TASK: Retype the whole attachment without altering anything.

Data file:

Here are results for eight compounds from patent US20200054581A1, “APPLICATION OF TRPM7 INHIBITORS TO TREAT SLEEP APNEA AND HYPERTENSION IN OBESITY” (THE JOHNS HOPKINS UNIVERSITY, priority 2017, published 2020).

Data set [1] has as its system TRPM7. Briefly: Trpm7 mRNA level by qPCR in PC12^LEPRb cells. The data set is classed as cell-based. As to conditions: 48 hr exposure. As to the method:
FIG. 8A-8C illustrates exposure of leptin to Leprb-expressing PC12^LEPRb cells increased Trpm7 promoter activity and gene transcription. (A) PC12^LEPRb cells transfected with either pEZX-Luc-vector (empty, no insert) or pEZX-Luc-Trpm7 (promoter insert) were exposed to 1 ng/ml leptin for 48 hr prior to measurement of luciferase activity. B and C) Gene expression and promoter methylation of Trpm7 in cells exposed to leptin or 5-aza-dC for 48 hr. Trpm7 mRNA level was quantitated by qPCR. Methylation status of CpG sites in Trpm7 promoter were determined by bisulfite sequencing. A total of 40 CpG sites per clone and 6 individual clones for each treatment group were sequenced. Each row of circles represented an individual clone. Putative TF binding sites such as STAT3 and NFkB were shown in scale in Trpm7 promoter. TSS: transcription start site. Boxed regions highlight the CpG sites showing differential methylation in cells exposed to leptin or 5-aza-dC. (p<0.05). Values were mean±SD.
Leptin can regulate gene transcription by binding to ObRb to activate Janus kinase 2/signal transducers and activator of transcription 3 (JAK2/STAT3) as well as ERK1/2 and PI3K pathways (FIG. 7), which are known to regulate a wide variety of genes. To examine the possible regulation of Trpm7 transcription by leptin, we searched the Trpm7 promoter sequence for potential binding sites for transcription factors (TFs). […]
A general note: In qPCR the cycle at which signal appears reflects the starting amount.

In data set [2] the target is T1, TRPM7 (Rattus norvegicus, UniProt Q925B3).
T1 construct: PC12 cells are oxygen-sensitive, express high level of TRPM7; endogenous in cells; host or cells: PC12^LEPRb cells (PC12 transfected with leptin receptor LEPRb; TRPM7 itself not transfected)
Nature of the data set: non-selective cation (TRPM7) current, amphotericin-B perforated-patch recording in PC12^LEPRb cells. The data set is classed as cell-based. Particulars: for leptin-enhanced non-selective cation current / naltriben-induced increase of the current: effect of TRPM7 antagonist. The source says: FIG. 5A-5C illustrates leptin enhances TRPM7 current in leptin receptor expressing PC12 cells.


Here are results for eight compounds from patent US20200054581A1, “APPLICATION OF TRPM7 INHIBITORS TO TREAT SLEEP APNEA AND HYPERTENSION IN OBESITY” (THE JOHNS HOPKINS UNIVERSITY, priority 2017, published 2020).

Data set [1] has as its system TRPM7. Briefly: Trpm7 mRNA level by qPCR in PC12^LEPRb cells. The data set is classed as cell-based. As to conditions: 48 hr exposure. As to the method:
FIG. 8A-8C illustrates exposure of leptin to Leprb-expressing PC12^LEPRb cells increased Trpm7 promoter activity and gene transcription. (A) PC12^LEPRb cells transfected with either pEZX-Luc-vector (empty, no insert) or pEZX-Luc-Trpm7 (promoter insert) were exposed to 1 ng/ml leptin for 48 hr prior to measurement of luciferase activity. B and C) Gene expression and promoter methylation of Trpm7 in cells exposed to leptin or 5-aza-dC for 48 hr. Trpm7 mRNA level was quantitated by qPCR. Methylation status of CpG sites in Trpm7 promoter were determined by bisulfite sequencing. A total of 40 CpG sites per clone and 6 individual clones for each treatment group were sequenced. Each row of circles represented an individual clone. Putative TF binding sites such as STAT3 and NFkB were shown in scale in Trpm7 promoter. TSS: transcription start site. Boxed regions highlight the CpG sites showing differential methylation in cells exposed to leptin or 5-aza-dC. (p<0.05). Values were mean±SD.
Leptin can regulate gene transcription by binding to ObRb to activate Janus kinase 2/signal transducers and activator of transcription 3 (JAK2/STAT3) as well as ERK1/2 and PI3K pathways (FIG. 7), which are known to regulate a wide variety of genes. To examine the possible regulation of Trpm7 transcription by leptin, we searched the Trpm7 promoter sequence for potential binding sites for transcription factors (TFs). […]
A general note: In qPCR the cycle at which signal appears reflects the starting amount.

In data set [2] the target is T1, TRPM7 (Rattus norvegicus, UniProt Q925B3).
T1 construct: PC12 cells are oxygen-sensitive, express high level of TRPM7; endogenous in cells; host or cells: PC12^LEPRb cells (PC12 transfected with leptin receptor LEPRb; TRPM7 itself not transfected)
Nature of the data set: non-selective cation (TRPM7) current, amphotericin-B perforated-patch recording in PC12^LEPRb cells. The data set is classed as cell-based. Particulars: for leptin-enhanced non-selective cation current / naltriben-induced increase of the current: effect of TRPM7 antagonist. The source says: FIG. 5A-5C illustrates leptin enhances TRPM7 current in leptin receptor expressing PC12 cells.